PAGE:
The Access BPL deployment notification requirements proposed by the Commission should be made retroactive and BPL operators should be required to notify planned deployments at least 30 days in advance of implementation and to consider the coordination data they receive regarding local radio receiver operations in order to prevent interference.  Spectrum management science and engineering have yielded various applicable algorithms for optimally planning frequency usage that avoids risking interference.  Advance notification would, via e-mails, allow local radio receiver operators to inform the BPL operator of potential interference situations involving radio receivers at known locations or mobile receivers that are routinely operated in the planned deployment area.  This action would be voluntary on the part of any radio operator.  BPL operators should extract local frequency assignment data from the pertinent Commission databases, identify the locations and frequencies used by local radio receivers, and plan BPL operating frequencies in a manner that avoids BPL interference to local co-frequency radio receivers.[20]  To protect federal government radio communications, in response to each advance notification, NTIA plans to provide the BPL operator with information that will enable prevention of interference to local federal radio operations.  To effect this frequency coordination, a single, centralized, web-based database should provide details of planned BPL system deployments sufficient to enable identification of local radio operations that may be affected.  NTIA recommends that planned BPL system locations be notified in the form of one or more geographic coordinates (in decimal degrees) and associated radii (in kilometers).  One or more such coordinate-radii pairs should be notified to describe a planned, near-term deployment area without including an excessive amount of area outside the area where deployment is planned.  NTIA further recommends notification of the earliest anticipated date of actual operation within each deployment area so that NTIA can properly prioritize its responses to notifications.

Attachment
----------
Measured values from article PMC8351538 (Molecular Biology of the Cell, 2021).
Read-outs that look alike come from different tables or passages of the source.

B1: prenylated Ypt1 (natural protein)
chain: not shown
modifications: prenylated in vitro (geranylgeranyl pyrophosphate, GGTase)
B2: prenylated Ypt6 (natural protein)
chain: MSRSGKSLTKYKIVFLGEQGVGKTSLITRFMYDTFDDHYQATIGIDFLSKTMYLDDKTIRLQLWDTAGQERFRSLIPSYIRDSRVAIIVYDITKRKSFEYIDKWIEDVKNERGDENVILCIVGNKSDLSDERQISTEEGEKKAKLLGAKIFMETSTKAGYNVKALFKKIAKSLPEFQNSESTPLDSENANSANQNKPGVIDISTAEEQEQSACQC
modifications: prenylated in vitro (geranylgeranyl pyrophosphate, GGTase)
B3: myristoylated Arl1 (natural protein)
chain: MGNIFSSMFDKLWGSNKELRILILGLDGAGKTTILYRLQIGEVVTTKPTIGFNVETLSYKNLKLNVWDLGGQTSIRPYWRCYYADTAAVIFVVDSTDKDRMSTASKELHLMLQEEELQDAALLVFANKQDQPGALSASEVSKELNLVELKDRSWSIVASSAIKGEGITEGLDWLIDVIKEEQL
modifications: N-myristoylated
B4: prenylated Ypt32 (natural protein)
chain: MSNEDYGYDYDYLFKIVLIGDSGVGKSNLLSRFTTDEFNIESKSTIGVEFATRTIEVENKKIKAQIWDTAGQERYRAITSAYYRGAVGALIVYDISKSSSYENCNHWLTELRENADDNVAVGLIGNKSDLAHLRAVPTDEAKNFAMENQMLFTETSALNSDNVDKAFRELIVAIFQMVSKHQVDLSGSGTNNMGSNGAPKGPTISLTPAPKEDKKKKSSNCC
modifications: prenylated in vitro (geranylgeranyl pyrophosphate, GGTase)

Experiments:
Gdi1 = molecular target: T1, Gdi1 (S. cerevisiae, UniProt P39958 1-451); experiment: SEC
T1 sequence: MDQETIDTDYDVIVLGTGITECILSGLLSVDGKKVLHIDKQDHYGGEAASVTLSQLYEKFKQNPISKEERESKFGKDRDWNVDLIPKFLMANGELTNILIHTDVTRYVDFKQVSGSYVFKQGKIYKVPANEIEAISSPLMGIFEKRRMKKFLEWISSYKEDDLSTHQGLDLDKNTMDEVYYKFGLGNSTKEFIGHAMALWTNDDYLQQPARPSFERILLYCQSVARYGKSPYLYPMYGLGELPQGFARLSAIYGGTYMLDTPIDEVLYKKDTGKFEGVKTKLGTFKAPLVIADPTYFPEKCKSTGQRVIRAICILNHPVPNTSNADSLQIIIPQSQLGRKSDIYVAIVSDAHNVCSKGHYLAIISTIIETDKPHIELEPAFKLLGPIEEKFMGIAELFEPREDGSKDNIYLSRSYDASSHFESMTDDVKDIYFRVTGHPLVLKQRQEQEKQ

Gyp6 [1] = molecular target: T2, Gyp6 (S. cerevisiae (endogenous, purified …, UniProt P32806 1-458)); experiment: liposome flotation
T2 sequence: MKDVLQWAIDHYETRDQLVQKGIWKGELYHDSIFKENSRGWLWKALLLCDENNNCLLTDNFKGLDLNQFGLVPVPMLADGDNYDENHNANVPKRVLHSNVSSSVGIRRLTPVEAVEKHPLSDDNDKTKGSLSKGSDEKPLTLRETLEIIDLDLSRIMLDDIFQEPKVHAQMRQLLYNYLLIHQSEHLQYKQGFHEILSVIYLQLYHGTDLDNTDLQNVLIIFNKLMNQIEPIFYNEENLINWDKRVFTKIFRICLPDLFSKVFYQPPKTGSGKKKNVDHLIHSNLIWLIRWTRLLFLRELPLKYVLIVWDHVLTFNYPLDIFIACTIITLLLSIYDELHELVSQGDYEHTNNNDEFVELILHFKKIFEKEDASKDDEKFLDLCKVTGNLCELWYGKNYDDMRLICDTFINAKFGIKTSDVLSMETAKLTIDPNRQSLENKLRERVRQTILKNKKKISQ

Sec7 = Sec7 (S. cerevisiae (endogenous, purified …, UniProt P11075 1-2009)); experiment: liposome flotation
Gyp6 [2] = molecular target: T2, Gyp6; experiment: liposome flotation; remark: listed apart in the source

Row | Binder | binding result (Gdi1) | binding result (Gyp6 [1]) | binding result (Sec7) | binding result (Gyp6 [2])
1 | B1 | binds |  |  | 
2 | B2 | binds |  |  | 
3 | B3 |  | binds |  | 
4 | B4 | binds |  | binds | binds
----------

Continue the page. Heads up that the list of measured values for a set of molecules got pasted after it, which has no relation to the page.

To facilitate radio operator diagnosis of suspected interference from BPL systems, notifications of Access BPL deployments should include the BPL device multiple access technique, modulation details (modulation type, carrier spacing parameters and data rate on each carrier), and the method of power control.  The multiple access technique and modulation details would sufficiently describe the BPL emission waveforms to enable identification of BPL emissions using a spectrum analyzer.  BPL transmission of identifying codes could facilitate identification of BPL emissions using a conventional radio receiver; however, NTIA is further considering the potential need and whether transmission of such codes would increase interference risks.  Using these notified parameters, diagnosis and confirmation of suspected BPL interference could be made independently of the BPL operator, if so desired.  However, there should be no fundamental need for such actions if, as NTIA recommends, the BPL operator is required to quickly diagnose suspected interference and eliminate harmful interference upon complaint.